I usually hear the word “hybrid book” used to describe titles like the Diary of a Wimpy Kid books, which are a cross between graphic novels and traditional novels. In the past, I sometimes heard it used to describe what people now usually refer to as “informational fiction”—books that are largely based on documentable facts but include some made-up elements. I don’t think I’ve ever heard it used to describe books with a combination of narrative and expository text.

What do writers of fiction and nonfiction have in common—in terms of writing technique, approach, etc.?

Just about everything. The only notable difference is that nonfiction writers have to adhere to the truth—everything in the books they write has to be 100 percent documentable. Fiction authors, on the other hand, can make things up. Otherwise, the tools and techniques are pretty much the same.

I love this quotation from author Laura Purdie Salas, which appears in the anthology Nonfiction Writers Dig Deep: 50 Award-winning Children’s Book Authors Share the Secret of Engaging Writing:

“There’s a common, crushing misconception that fiction is creative writing drawn from the depths of a writer’s soul, while nonfiction is simply a recitation of facts that any basic robot could spit out.
     “The reality is very different. My personality, my beliefs, and my experiences are deeply embedded in the books I write.”

For more information on this topic, I recommend this article by Candace Fleming and Karen Blumenthal.

Do you think that leading expository-loving students to blended books in order to get them interested in narrative nonfiction is a good strategy?

I think you have to be careful about how you do this. The most important thing an adult can do is help students find a diverse array of books on topics they’re passionate about. A few days later check back with the student to see which titles resonated most with them. If they seem to prefer narrative titles, recommend more of them. If they seem drawn to the expository titles, offer them others. At some point, try sneaking in a blended book to see how the student responds. Are they willing and able to struggle through the challenging parts or do they feel overwhelmed? Strong readers can learn to cross over to the other writing style, but each child does it in their own way and in their own time. It’s important to respect that.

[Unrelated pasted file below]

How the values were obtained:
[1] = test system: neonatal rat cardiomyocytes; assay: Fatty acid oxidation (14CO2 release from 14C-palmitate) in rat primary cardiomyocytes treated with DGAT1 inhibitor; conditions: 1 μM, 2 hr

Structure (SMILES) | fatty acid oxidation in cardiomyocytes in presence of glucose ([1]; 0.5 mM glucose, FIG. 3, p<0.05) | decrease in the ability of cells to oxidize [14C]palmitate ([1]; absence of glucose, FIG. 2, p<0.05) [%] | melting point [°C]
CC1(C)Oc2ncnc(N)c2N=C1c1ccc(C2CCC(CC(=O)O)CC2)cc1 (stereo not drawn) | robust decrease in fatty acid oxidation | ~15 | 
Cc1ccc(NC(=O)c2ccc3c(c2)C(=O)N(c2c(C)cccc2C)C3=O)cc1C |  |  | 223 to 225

Students who prefer nonfiction also seem to prefer photos rather than illustrations.  Have you noticed this too?

I often encounter students who say, “I like books with pictures because then I know it’s real.”

When I ask them follow up questions to gain a better understanding of their perspective, I discover that their attitude often traces back to their early reading experiences.

Most students are introduced to fictional picture books before they encounter any type of nonfiction. As a result, they learn to associate illustrations with fiction. But as soon as an adult explains that nonfiction can be illustrated in a variety of ways, and that it’s not always possible to find photos of the information a writer is interested in sharing, their attitude begins to change.

All that having been said, it’s important to share a wide range of photo-illustrated books as well as books illustrated in other ways with students because each type has its benefits and shortcomings. It’s important for children to consider the decisions authors and illustrators make. They should also have experience illustrating their own writing with photos and with illustrations to get a sense of the challenges each type of art poses.

Do you know anyone who has arranged their library collections around the five kinds of nonfiction?